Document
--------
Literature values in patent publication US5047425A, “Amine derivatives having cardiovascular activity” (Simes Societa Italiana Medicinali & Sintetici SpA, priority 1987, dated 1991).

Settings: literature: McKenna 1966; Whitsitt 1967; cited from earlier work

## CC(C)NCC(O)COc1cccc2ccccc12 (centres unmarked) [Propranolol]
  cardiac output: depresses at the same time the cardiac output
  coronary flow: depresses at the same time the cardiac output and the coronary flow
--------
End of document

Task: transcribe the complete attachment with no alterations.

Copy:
Literature values in patent publication US5047425A, “Amine derivatives having cardiovascular activity” (Simes Societa Italiana Medicinali & Sintetici SpA, priority 1987, dated 1991).

Settings: literature: McKenna 1966; Whitsitt 1967; cited from earlier work

## CC(C)NCC(O)COc1cccc2ccccc12 (centres unmarked) [Propranolol]
  cardiac output: depresses at the same time the cardiac output
  coronary flow: depresses at the same time the cardiac output and the coronary flow